# How's This Timer Work?

#### Fanatic

##### Fishlore VIP
Does anyone have any idea on how this timer works?
It's got little gray pieces along the knob, and you can raise or lower them.

What's the purpose of those little pieces? How do I set the correct time on this thing?

#### Iverg1

##### Well Known Member
K looks like the black part is for night and the white part for day you probably raise the things to say how much time you want it to run so in the second photo it would run from 6pm to 1am

#### Galathiel

##### Well Known Member
You spin the dial until your local time is lined up with the arrow by the "time" on the dial. The little pieces are pushed down for the time you want the light on .. and are raised for the time the light is off. I don't know if you can set more than one time on this particular timer or not. Some you can, some you can't.

#### Fanatic

##### Fishlore VIP
Iverg1 said:
K looks like the black part is for night and the white part for day you probably raise the things to say how much time you want it to run so in the second photo it would run from 6pm to 1am
Galathiel said:
You spin the dial until your local time is lined up with the arrow by the "time" on the dial. The little pieces are pushed down for the time you want the light on .. and are raised for the time the light is off. I don't know if you can set more than one time on this particular timer or not. Some you can, some you can't.
Thanks! This helps a lot!

#### bitseriously

##### Well Known Member
[what's the word for when you are typing a reply, and someone else beats you to the punch?] LOL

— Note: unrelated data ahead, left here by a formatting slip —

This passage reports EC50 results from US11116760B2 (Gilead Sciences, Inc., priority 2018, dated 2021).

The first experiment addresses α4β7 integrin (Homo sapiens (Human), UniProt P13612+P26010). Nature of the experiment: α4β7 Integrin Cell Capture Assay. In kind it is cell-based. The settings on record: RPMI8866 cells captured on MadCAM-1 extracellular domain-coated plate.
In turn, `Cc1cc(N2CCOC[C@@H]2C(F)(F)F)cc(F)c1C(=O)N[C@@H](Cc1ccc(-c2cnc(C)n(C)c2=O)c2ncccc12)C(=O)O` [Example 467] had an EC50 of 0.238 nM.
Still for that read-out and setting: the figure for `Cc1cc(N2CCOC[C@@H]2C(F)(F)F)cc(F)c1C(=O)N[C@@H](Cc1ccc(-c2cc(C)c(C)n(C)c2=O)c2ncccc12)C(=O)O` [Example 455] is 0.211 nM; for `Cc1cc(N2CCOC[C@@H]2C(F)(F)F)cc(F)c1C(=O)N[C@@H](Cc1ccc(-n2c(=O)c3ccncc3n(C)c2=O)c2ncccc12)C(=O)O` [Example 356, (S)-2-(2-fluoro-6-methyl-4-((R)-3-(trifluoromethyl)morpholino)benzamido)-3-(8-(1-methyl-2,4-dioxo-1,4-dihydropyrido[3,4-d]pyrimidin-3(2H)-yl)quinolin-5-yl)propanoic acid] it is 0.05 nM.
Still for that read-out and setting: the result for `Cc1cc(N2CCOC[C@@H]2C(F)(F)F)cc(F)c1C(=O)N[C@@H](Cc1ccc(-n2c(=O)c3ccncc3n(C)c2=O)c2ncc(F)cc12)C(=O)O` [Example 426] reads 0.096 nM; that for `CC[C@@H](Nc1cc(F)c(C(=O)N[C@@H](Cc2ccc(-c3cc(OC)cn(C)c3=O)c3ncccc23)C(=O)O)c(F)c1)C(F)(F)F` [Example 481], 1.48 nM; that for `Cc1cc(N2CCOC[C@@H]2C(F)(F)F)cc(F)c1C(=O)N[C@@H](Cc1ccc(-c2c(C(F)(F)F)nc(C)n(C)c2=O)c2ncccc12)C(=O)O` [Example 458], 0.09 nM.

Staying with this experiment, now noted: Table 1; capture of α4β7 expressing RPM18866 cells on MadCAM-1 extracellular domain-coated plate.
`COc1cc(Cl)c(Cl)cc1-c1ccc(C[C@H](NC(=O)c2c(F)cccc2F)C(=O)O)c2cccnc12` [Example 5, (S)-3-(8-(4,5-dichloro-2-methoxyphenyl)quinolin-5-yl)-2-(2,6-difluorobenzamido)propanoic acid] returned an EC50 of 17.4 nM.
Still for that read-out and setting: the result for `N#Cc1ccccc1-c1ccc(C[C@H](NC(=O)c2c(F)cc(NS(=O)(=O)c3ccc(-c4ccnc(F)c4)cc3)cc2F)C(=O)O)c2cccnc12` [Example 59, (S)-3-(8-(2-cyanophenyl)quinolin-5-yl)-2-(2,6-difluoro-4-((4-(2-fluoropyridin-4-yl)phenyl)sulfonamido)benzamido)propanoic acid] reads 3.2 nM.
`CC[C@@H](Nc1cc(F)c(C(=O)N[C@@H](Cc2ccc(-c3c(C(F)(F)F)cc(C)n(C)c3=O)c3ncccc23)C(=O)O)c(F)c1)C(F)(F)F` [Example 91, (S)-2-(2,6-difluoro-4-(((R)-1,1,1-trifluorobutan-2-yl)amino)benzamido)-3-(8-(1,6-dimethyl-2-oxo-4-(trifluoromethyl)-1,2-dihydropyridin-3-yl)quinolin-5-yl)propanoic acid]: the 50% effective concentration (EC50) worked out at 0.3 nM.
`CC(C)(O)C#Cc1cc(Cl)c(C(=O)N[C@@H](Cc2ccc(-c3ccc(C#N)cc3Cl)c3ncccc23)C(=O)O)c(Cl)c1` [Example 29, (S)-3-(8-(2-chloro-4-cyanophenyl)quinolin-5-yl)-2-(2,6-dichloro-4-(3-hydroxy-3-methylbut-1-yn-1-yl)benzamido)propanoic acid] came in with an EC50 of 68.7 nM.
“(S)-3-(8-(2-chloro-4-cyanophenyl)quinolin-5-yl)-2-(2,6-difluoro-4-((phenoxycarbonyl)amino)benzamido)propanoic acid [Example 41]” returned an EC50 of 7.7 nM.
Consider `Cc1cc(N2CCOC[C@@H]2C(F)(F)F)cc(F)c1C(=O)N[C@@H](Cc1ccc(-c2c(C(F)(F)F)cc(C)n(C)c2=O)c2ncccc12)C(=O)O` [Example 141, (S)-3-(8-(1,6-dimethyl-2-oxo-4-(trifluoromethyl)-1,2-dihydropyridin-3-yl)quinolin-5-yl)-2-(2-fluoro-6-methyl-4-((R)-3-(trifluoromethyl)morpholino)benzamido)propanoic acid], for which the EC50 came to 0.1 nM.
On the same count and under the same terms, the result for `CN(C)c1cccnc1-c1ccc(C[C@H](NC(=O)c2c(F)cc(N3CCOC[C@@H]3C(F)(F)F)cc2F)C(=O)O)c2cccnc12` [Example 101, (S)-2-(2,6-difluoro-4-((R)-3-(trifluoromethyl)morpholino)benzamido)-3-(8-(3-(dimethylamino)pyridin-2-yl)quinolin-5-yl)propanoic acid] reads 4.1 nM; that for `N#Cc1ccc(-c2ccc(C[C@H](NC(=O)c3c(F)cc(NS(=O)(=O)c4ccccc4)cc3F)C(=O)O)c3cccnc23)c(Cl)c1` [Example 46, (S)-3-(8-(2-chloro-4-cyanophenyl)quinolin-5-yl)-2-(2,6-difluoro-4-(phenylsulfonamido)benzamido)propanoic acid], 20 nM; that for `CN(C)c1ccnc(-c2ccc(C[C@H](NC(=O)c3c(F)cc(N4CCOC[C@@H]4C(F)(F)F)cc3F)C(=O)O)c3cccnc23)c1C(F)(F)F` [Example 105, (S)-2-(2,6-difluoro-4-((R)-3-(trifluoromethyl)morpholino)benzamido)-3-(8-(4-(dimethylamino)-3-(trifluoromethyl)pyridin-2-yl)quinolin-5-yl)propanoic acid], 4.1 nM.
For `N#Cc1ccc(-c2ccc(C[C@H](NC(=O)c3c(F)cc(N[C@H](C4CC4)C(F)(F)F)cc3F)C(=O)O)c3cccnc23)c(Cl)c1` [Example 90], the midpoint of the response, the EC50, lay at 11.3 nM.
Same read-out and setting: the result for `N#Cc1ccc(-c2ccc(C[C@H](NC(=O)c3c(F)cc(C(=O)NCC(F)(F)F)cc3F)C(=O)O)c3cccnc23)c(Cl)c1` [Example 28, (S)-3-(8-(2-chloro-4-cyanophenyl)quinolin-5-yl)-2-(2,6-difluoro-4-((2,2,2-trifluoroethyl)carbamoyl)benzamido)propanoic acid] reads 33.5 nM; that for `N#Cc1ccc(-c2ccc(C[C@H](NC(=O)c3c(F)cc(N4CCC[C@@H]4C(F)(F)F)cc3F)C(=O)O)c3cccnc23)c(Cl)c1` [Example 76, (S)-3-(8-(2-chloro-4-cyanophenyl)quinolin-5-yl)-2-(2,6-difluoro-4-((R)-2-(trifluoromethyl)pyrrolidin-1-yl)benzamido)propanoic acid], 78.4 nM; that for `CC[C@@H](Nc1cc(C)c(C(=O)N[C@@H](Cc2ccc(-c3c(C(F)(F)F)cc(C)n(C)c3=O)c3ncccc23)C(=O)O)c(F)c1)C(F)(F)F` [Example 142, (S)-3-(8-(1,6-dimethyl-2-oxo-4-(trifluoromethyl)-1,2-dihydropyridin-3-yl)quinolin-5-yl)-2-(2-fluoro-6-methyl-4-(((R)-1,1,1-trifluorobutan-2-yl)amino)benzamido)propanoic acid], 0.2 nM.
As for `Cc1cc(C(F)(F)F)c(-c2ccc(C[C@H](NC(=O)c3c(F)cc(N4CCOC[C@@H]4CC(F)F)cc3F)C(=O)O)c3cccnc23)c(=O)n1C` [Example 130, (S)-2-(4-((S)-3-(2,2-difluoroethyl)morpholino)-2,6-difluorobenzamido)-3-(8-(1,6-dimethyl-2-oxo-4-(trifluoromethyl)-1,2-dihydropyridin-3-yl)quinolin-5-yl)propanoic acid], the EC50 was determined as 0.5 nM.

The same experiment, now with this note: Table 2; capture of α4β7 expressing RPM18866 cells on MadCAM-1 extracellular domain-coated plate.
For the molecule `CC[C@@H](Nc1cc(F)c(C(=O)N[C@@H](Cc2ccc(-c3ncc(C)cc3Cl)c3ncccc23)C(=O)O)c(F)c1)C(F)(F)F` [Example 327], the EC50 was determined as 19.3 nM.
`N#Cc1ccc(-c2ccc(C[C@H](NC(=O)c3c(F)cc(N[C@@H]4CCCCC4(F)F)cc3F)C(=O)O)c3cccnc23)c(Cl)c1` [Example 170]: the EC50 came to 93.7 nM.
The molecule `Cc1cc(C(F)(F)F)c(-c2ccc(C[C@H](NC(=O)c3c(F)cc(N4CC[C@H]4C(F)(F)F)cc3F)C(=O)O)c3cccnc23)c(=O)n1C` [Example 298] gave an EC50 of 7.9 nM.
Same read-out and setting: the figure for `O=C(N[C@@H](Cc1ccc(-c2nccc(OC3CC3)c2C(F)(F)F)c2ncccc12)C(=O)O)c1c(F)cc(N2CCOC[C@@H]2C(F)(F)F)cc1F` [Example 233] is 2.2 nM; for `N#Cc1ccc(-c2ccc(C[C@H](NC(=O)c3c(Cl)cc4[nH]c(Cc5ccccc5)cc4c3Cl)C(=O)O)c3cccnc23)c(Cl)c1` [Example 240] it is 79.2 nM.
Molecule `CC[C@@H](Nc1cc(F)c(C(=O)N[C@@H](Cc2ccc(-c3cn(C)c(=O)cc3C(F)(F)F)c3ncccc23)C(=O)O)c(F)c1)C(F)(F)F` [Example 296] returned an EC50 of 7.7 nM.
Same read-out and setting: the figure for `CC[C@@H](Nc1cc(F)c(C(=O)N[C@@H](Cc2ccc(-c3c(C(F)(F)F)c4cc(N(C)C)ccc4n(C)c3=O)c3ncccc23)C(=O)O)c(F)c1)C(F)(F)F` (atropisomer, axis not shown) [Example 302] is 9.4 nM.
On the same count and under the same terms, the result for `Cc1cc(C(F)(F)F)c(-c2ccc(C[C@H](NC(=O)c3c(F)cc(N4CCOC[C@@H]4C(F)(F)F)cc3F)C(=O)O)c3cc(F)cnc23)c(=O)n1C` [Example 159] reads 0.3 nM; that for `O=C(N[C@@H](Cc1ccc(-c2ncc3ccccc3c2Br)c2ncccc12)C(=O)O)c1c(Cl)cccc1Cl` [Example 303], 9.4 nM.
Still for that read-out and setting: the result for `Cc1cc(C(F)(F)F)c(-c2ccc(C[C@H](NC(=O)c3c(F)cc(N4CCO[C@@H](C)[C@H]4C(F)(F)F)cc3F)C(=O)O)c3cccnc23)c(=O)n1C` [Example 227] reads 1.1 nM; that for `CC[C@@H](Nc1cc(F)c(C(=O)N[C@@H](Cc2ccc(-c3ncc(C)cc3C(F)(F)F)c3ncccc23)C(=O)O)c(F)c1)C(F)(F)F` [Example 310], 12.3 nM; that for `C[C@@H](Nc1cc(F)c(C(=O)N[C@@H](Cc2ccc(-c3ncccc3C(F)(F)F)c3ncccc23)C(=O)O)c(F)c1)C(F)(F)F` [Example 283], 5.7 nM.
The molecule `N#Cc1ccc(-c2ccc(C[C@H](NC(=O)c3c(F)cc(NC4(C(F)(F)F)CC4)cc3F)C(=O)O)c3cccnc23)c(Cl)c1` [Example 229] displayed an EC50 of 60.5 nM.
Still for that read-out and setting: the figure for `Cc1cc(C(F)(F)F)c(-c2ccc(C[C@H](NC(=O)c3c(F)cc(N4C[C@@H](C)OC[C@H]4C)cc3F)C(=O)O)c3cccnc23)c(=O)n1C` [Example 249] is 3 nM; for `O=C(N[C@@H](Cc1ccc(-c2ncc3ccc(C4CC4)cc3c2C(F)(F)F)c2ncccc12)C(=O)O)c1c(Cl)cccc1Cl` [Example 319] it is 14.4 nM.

On the 2nd picture above, the time of day is set at approx 1pm (that's where the "Time" arrow points). Just rotate the entire dial to select a new time (unit has to be plugged in for clock to continue running). Assuming @Galathiel has it right in terms of on=down and off=up, it's set to go off around 1 in the night (am), and on at 9:30 in the daytime (am). In other words, following the direction of travel of the face (indicated by the curving arrow, and confirmed by the order in which the numbers pass by the time of day indicator), at 1am the buttons go from down position to up position, ie they go from on to off. At 9:30am, they go from up to down position, ie turn on.
As the dial rotates, the hidden bases of the buttons literally kick over a switch that opens/closes the power circuit. These types of units are consistent as long as there is power, but a) are not all that precise (may be off by as much as 15mins in function), and b) the time needs to be updated if there has been a power fail.
You should in theory be able to turn the unit on and off as many times as there are buttons, ie every 30 minutes. Just set your buttons in the up/down positions in groups for an on-off-on cycle in the day, and off all night.